Jurist and statesman, born West Liberty, Virgina, 1789; died Lancaster, Ohio, 1871.
In 1831 he was elected United States senator from Ohio, under President Harrison was appointed secretary of the treasury (1841), and under President Taylor secretary of the interior.
During the Civil War he unreservedly supported the government and sent to Lincoln the telegram "There can be no contraband of war between neutral points," which secured the freeing of the English envoys Mason and Slidell, and averted war between England and the United States.
Stricken while arguing a case (1869) he was baptised in the court room, and received into the Catholic Church in the following year.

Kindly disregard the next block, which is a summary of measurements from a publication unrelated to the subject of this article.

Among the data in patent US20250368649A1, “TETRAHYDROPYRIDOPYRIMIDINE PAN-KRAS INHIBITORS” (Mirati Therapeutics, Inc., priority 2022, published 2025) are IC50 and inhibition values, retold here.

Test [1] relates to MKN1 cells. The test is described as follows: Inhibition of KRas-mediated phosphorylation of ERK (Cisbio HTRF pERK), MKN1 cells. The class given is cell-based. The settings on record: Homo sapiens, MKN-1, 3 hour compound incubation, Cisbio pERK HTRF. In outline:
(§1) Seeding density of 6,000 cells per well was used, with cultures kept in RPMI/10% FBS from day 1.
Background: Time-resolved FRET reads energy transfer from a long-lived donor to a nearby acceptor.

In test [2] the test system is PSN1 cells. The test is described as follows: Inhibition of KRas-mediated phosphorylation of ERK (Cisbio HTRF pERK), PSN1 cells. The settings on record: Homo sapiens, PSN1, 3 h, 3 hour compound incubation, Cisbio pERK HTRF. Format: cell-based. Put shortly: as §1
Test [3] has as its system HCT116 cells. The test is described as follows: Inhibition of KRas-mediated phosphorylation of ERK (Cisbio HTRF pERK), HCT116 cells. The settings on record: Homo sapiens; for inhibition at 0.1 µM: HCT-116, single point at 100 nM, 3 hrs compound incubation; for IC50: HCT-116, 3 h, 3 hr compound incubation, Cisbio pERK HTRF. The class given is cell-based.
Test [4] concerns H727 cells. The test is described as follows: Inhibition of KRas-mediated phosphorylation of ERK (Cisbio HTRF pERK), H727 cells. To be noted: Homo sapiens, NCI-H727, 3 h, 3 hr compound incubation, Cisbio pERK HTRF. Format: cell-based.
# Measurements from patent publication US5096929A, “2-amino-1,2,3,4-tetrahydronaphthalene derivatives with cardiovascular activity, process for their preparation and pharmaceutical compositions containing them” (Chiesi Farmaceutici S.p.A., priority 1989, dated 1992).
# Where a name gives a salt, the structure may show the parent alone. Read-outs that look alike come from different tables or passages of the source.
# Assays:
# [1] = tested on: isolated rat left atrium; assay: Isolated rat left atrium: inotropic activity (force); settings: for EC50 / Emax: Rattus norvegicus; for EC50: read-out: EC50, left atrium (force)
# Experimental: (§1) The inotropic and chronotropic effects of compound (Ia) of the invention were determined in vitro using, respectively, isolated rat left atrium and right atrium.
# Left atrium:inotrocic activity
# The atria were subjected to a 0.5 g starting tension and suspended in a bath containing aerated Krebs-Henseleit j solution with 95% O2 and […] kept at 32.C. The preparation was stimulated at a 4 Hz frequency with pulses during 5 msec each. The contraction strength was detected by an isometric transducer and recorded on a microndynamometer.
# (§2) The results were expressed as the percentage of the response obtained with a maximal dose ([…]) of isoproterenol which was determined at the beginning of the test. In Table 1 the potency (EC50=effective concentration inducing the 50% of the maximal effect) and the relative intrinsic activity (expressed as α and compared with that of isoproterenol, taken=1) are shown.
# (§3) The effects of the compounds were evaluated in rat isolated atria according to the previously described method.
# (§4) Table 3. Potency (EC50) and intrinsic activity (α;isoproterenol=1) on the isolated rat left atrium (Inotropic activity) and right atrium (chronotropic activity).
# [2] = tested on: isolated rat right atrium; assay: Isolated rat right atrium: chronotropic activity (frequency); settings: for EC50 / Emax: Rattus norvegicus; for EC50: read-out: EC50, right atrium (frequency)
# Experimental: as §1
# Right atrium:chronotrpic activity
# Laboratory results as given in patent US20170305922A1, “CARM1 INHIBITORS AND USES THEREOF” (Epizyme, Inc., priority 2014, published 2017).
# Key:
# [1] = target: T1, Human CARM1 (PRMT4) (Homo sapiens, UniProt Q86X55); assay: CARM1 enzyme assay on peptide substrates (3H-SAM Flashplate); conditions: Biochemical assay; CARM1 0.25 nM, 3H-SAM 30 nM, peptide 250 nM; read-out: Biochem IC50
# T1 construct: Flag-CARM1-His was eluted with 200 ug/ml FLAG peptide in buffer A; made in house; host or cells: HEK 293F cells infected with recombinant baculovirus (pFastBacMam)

His law partner and main support in political life was his eldest son Philemon (1820-1896).
His other sons, Hugh Boyle (1826-1905) and Charles (1835-1883), rendered distinguished service with the Union Armv during the Civil War.
His daughter Eleanore Boyle (1824-1888), married William Tecumseh Sherman, subsequently the famous general, who had been adopted in childhood by her father.
Friendship with Father De Smet led her to take a special interest in the Catholic Indians.
New Catholic Dictionary